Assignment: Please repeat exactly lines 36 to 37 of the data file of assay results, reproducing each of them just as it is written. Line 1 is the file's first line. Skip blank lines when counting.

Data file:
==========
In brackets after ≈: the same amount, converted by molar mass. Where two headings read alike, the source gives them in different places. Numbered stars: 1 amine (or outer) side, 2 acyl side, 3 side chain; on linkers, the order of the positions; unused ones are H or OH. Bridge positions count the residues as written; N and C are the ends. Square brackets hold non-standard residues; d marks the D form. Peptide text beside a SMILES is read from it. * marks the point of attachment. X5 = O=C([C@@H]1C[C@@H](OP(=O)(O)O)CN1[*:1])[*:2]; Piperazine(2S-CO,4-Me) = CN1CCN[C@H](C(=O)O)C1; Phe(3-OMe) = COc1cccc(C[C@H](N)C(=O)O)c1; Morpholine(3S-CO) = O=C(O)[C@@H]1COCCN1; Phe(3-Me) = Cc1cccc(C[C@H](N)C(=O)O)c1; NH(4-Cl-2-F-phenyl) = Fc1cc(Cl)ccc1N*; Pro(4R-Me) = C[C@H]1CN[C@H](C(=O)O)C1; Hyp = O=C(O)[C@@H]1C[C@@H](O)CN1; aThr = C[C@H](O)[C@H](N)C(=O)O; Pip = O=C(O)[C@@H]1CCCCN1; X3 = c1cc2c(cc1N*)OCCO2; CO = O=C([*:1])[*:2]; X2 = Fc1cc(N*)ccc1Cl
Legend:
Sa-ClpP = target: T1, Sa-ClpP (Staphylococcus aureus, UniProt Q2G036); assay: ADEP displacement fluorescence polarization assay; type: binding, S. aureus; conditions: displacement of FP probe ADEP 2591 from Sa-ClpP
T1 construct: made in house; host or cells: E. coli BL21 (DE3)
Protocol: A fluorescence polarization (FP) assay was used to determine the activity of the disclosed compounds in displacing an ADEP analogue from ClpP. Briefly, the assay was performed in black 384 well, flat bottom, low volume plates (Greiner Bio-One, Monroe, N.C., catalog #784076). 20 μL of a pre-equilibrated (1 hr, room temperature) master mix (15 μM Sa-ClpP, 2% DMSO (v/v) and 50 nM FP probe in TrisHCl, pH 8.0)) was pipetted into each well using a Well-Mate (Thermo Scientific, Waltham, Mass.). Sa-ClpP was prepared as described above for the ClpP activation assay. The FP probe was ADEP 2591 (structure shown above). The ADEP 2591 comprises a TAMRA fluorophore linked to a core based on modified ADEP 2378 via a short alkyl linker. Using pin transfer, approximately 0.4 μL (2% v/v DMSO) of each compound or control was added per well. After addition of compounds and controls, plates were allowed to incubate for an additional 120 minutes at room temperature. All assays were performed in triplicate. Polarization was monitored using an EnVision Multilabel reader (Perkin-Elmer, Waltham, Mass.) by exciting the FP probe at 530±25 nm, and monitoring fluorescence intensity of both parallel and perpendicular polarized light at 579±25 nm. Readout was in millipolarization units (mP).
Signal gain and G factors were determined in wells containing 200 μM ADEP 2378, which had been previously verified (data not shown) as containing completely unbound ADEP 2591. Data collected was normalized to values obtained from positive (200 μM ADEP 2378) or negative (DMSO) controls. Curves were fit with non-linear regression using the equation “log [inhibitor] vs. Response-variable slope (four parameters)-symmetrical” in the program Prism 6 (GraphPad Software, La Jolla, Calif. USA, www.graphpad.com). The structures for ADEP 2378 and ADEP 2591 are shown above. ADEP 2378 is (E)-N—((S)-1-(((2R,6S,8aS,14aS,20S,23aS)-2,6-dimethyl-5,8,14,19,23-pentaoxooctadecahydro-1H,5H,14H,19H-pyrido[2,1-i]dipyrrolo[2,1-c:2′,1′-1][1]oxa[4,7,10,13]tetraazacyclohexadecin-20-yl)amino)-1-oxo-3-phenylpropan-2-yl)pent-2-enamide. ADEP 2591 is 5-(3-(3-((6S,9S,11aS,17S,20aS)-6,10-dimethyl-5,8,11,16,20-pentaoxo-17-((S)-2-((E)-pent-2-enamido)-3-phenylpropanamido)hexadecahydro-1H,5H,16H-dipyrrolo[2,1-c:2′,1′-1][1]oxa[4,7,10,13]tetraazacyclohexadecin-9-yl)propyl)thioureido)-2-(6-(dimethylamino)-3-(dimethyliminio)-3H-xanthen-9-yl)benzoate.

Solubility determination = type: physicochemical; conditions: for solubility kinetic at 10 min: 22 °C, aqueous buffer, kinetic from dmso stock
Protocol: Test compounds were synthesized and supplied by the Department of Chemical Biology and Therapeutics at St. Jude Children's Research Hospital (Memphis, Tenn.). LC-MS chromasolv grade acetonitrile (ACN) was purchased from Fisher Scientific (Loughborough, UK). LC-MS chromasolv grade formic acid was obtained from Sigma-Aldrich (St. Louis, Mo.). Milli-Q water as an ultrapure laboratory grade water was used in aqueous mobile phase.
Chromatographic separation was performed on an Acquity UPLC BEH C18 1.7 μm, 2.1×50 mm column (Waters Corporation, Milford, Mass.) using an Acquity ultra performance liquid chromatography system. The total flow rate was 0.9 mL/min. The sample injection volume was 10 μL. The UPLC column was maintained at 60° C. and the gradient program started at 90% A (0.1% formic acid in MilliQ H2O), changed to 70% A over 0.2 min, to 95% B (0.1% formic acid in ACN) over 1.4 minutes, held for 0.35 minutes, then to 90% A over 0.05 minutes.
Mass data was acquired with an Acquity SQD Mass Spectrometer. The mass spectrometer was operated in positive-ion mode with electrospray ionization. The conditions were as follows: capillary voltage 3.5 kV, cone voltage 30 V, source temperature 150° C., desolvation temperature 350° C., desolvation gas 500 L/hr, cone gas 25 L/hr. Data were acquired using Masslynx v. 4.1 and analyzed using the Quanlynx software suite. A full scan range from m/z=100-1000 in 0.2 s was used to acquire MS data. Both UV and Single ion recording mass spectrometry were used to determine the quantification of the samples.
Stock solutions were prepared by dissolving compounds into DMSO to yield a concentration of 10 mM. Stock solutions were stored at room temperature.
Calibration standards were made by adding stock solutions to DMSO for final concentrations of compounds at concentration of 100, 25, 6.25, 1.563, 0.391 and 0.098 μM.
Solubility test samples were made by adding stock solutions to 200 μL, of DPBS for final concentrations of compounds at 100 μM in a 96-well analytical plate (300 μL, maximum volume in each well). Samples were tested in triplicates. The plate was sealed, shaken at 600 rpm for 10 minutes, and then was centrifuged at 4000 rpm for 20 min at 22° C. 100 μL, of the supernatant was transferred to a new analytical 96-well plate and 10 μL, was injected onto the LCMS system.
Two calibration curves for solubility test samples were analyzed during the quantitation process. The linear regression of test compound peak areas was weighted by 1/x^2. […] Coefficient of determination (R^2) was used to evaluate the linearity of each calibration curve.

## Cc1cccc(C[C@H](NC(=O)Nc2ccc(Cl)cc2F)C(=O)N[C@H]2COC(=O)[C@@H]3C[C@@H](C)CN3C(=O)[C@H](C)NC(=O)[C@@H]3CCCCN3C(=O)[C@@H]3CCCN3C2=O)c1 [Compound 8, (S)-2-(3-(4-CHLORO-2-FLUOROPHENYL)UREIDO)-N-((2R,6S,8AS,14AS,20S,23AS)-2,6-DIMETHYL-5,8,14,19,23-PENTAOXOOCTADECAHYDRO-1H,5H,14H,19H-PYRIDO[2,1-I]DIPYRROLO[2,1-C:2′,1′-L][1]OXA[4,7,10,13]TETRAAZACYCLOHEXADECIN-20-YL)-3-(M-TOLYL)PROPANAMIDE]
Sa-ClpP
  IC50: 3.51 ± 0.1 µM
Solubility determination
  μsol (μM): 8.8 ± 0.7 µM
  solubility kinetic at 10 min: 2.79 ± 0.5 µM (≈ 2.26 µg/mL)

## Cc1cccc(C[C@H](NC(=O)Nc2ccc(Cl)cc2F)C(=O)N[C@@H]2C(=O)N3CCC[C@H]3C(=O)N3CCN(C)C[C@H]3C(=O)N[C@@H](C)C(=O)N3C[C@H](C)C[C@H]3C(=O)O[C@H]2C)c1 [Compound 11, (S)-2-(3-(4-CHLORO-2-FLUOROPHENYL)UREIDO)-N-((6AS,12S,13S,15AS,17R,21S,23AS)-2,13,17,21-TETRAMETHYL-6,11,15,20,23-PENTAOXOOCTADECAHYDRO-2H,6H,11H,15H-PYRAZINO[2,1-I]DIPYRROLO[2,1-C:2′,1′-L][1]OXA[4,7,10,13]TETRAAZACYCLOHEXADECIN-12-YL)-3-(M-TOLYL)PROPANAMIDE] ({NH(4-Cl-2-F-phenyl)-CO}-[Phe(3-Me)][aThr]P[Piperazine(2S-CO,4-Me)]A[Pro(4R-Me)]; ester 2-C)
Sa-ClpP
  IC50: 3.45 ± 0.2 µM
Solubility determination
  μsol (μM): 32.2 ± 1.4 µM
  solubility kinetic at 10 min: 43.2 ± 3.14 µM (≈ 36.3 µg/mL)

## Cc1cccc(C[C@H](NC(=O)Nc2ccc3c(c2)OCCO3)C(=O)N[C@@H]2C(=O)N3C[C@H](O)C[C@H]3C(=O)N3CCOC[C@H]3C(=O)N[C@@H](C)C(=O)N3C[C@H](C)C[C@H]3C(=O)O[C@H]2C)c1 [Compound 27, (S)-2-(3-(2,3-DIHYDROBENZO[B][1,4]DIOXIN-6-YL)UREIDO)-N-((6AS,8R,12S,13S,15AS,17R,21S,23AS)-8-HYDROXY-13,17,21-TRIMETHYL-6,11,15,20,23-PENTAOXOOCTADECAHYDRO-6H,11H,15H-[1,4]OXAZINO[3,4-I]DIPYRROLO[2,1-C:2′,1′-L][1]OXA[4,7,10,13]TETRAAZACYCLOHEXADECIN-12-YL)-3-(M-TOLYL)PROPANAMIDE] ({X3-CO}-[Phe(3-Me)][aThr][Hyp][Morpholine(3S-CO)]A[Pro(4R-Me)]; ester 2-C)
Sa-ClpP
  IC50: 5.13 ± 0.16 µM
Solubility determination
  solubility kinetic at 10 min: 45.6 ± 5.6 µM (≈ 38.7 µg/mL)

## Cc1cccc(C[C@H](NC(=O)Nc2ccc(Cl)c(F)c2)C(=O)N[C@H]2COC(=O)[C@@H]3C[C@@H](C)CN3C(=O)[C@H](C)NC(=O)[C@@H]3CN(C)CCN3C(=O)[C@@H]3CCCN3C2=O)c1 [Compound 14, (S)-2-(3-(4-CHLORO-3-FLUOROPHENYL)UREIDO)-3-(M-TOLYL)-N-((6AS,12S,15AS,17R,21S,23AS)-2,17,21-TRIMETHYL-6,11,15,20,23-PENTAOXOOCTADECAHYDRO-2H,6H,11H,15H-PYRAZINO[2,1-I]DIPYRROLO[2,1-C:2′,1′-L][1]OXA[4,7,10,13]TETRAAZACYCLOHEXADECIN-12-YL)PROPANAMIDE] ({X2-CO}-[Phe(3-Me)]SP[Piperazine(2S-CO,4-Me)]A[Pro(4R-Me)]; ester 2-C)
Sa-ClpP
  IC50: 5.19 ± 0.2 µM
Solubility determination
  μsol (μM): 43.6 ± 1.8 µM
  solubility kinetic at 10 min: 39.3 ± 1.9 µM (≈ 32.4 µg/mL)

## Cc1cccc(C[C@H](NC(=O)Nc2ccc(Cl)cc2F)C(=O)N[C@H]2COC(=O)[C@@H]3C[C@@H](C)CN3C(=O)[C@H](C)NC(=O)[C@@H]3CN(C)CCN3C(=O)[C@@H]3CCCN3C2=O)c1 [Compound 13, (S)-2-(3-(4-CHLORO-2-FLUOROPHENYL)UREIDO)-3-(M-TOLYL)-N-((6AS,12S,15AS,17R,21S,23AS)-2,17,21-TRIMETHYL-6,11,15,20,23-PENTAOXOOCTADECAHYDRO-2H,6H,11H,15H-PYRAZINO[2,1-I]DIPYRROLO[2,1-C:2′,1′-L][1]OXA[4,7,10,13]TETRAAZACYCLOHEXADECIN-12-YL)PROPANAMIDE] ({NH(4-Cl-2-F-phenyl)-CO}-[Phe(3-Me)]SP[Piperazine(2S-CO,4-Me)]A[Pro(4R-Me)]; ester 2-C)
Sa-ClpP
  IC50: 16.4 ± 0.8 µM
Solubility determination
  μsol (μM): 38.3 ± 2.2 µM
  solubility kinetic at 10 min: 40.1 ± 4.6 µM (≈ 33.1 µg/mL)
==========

  μsol (μM): 43.6 ± 1.8 µM
  solubility kinetic at 10 min: 39.3 ± 1.9 µM (≈ 32.4 µg/mL)